The Public Humanist

The Public Humanist contributor: Elizabeth Duclos-Orsello

Elizabeth Duclos-OrselloElizabeth Duclos-Orsello is an Associate Professor of Interdisciplinary Studies at Salem State College. She holds a Ph.D. in American Studies from Boston University. Her research and teaching interests include the construction and experience of “community” in the US, ethnic and immigrant studies/literature, gender studies, Midwestern culture, and cultural geography. Current projects include work on the relationship between public culture and public discourse of community in modernizing America, radical activism of the women’s movement, and the relationship between place and memory. In addition to having taught at the college level, she has worked as an advocate for survivors of domestic violence and as a museum educator. She has designed, directed, and taught in a number of Teaching American History grant programs and served as a scholar-in-residence and consultant for both Boston-area museums and K-12/university/museum collaborations. She currently serves on Mass Humanities’ Board of Trustees.

“Cast Your Whole Vote”: Conversations on the American Social Contract

Two days ago I had the honor of moderating the second of this fall’s four Created Equal: Conversations on Negotiating the American Social Contract events. The series of public film and discussion forums is designed to showcase the theme of Mass Humanities’ 40th Anniversary year (Negotiating the Social Contract) and encourage community organizations and cultural institutions to imagine, propose and carry out public humanities projects of their own.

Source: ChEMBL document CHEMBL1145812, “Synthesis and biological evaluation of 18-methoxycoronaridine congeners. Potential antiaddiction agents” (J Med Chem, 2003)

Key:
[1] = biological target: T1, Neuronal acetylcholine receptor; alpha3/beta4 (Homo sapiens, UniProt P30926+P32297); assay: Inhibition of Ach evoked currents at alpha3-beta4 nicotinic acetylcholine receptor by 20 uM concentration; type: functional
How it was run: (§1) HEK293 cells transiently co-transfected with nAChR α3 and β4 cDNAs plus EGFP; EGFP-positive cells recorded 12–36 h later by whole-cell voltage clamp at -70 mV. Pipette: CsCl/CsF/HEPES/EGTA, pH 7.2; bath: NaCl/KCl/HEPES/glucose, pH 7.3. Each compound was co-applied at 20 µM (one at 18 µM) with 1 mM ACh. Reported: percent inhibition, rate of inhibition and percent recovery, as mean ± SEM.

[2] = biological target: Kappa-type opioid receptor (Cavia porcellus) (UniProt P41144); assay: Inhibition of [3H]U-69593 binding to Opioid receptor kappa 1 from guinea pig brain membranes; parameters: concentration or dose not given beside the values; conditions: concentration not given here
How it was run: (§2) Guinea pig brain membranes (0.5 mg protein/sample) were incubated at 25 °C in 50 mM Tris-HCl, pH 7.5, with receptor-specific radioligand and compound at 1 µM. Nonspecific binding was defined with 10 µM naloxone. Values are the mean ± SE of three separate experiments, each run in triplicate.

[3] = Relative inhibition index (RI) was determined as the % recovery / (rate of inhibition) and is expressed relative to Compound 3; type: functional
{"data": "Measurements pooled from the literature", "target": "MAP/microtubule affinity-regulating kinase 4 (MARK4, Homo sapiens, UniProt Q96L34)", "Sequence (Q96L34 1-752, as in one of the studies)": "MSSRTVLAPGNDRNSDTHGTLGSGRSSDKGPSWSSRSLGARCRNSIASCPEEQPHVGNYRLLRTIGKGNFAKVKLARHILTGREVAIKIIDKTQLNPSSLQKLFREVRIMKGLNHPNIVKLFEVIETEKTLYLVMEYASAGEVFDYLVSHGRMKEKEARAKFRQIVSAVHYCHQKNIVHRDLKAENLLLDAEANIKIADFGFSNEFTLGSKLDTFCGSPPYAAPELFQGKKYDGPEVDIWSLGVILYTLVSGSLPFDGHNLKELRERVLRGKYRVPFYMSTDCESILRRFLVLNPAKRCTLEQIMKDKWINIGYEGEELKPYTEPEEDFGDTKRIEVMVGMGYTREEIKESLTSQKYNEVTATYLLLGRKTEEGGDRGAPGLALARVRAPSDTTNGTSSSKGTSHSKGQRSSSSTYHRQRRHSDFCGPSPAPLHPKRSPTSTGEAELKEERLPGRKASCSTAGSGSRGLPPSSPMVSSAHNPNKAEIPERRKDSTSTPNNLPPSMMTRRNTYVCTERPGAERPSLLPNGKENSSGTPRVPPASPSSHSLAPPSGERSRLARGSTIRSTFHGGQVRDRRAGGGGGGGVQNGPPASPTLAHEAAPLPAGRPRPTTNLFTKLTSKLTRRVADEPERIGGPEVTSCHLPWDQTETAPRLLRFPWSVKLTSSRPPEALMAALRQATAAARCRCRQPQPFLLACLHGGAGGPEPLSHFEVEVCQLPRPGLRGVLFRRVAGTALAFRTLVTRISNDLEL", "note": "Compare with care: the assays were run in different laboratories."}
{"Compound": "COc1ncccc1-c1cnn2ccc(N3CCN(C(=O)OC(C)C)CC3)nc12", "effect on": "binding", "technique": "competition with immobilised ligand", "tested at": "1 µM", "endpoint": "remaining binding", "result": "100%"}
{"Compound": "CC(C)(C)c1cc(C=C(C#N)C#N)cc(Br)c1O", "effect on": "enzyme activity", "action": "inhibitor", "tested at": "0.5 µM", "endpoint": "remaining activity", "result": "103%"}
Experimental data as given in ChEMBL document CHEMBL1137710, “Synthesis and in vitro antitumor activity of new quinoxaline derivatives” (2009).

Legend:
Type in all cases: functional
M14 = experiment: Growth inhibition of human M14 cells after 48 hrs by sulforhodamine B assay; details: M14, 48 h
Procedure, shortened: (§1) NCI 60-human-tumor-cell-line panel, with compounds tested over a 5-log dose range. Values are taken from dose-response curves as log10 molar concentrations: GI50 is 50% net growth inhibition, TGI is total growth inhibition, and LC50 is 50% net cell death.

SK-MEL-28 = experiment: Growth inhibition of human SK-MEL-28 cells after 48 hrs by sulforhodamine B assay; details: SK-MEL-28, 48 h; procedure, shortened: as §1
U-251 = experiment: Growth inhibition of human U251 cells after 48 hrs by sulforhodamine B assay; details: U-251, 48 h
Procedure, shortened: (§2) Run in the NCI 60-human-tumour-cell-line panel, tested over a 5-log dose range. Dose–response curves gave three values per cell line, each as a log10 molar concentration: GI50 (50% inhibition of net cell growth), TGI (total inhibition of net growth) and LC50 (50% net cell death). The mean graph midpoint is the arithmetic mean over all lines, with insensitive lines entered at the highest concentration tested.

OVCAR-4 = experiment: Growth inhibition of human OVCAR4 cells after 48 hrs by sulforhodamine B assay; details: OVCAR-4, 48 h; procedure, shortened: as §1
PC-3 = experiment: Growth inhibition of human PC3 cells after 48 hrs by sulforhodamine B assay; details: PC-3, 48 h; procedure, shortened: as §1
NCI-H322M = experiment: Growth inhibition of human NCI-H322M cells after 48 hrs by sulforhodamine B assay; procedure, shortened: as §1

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Occupy Boston: A Blast from the Past and a Look to the Future

On the last Saturday in October with brilliant blue skies overhead my son, husband and I went down to the Occupy Boston site at Dewey Square to meet a friend of a friend who is serving there with a group of Occupy chaplains. We wanted to get a better sense of the structure, goals, needs and “feel” of the movement here in our fair city.

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Understanding “Community” for Economic Development

Ipswich, MA is a beautiful riverfront and seaside town on Boston’s North Shore known far and wide for its significant number of first period structures, pristine beaches and quaint shopping. The town’s residents have been actors and witnesses to much change in American culture and history from first contacts between Europeans and Native Americans to the immigration, deindustrialization and emergent tourism of the twentieth and twenty first centuries.

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Food, Relationships and Morality: The Ethics of Eating

Norman Rockwell “Freedom From Want” (1943)Thanksgiving is fast approaching. Close your eyes and picture this scene: you and loved ones sharing food and memories, creating new ones, talking, laughing, lifting a glass of wine or a forkful of pie to toast love, camaraderie, blessings. Thanksgiving is my FAVORITE holiday because it is about food and friends and family and does not involve costumes or presents!

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A View from the Grand Duchy: Reflections on What I Learned in Luxembourg

Moien, Äddi, and Kaweechelchen are the three Luxembourgish (Lëtzebuergesch) words I know. They were committed to memory during my recent stint as a Fulbright Faculty Fellow at the University of Luxembourg where from February through June of this year I taught American Studies courses in the Faculty of Language and Literature, Humanities, Arts and Education.

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When Art Was a Stimulus Package: My Argument for a Reprise

Imaginary Headline, 1934: “Over 3,000 un/under-employed American artists put to work in last six months. Direct aid recipients produce 15,000 unique works of public art to enliven spirits and landscapes of America. Cost: a mere 1.3 million dollars with 90% of budget to artist wages. Project begun and ended on time! Successful government stimulus package! Keeping people off breadlines!

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“Ruined for Life”: Conscience and Convenience in a Liberal Arts Education